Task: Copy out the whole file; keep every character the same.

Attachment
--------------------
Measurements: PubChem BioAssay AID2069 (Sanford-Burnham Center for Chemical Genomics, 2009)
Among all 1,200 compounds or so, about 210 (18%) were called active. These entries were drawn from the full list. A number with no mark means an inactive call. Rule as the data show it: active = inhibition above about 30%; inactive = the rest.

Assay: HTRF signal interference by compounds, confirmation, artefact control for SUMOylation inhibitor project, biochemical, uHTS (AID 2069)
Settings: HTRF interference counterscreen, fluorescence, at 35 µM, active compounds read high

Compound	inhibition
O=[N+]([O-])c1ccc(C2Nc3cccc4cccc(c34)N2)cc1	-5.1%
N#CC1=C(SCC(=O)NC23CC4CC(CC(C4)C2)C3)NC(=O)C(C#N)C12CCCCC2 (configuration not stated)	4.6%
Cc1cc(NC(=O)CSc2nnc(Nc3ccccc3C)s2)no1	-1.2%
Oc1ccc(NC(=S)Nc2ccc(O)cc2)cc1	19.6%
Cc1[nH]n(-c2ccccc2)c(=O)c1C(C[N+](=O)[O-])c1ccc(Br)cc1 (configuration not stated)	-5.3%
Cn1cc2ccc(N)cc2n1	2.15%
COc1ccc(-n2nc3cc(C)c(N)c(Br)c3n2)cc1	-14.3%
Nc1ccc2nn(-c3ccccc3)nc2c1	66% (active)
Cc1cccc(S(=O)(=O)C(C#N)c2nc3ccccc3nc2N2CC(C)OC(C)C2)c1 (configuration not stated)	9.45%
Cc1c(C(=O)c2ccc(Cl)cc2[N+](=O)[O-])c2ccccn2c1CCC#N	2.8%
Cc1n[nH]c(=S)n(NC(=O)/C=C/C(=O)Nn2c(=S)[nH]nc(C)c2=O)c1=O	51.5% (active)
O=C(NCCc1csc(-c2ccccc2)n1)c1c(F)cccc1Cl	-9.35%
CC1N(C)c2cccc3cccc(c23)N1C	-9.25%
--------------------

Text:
Measurements: PubChem BioAssay AID2069 (Sanford-Burnham Center for Chemical Genomics, 2009)
Among all 1,200 compounds or so, about 210 (18%) were called active. These entries were drawn from the full list. A number with no mark means an inactive call. Rule as the data show it: active = inhibition above about 30%; inactive = the rest.

Assay: HTRF signal interference by compounds, confirmation, artefact control for SUMOylation inhibitor project, biochemical, uHTS (AID 2069)
Settings: HTRF interference counterscreen, fluorescence, at 35 µM, active compounds read high

Compound	inhibition
O=[N+]([O-])c1ccc(C2Nc3cccc4cccc(c34)N2)cc1	-5.1%
N#CC1=C(SCC(=O)NC23CC4CC(CC(C4)C2)C3)NC(=O)C(C#N)C12CCCCC2 (configuration not stated)	4.6%
Cc1cc(NC(=O)CSc2nnc(Nc3ccccc3C)s2)no1	-1.2%
Oc1ccc(NC(=S)Nc2ccc(O)cc2)cc1	19.6%
Cc1[nH]n(-c2ccccc2)c(=O)c1C(C[N+](=O)[O-])c1ccc(Br)cc1 (configuration not stated)	-5.3%
Cn1cc2ccc(N)cc2n1	2.15%
COc1ccc(-n2nc3cc(C)c(N)c(Br)c3n2)cc1	-14.3%
Nc1ccc2nn(-c3ccccc3)nc2c1	66% (active)
Cc1cccc(S(=O)(=O)C(C#N)c2nc3ccccc3nc2N2CC(C)OC(C)C2)c1 (configuration not stated)	9.45%
Cc1c(C(=O)c2ccc(Cl)cc2[N+](=O)[O-])c2ccccn2c1CCC#N	2.8%
Cc1n[nH]c(=S)n(NC(=O)/C=C/C(=O)Nn2c(=S)[nH]nc(C)c2=O)c1=O	51.5% (active)
O=C(NCCc1csc(-c2ccccc2)n1)c1c(F)cccc1Cl	-9.35%
CC1N(C)c2cccc3cccc(c23)N1C	-9.25%